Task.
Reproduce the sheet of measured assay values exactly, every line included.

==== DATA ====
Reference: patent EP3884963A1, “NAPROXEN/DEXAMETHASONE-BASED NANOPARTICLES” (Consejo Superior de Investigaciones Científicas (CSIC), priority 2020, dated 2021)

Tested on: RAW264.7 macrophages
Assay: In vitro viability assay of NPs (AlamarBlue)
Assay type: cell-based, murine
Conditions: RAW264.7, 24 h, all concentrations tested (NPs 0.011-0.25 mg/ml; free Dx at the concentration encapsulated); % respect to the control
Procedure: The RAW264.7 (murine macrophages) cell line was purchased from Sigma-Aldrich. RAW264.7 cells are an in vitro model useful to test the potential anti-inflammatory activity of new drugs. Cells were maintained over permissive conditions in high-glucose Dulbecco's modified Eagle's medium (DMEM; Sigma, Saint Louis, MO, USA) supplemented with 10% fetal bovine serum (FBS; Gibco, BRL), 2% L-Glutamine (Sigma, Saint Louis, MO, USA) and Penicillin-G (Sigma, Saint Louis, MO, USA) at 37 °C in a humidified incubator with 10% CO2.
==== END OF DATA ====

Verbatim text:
Reference: patent EP3884963A1, “NAPROXEN/DEXAMETHASONE-BASED NANOPARTICLES” (Consejo Superior de Investigaciones Científicas (CSIC), priority 2020, dated 2021)

Tested on: RAW264.7 macrophages
Assay: In vitro viability assay of NPs (AlamarBlue)
Assay type: cell-based, murine
Conditions: RAW264.7, 24 h, all concentrations tested (NPs 0.011-0.25 mg/ml; free Dx at the concentration encapsulated); % respect to the control
Procedure: The RAW264.7 (murine macrophages) cell line was purchased from Sigma-Aldrich. RAW264.7 cells are an in vitro model useful to test the potential anti-inflammatory activity of new drugs. Cells were maintained over permissive conditions in high-glucose Dulbecco's modified Eagle's medium (DMEM; Sigma, Saint Louis, MO, USA) supplemented with 10% fetal bovine serum (FBS; Gibco, BRL), 2% L-Glutamine (Sigma, Saint Louis, MO, USA) and Penicillin-G (Sigma, Saint Louis, MO, USA) at 37 °C in a humidified incubator with 10% CO2.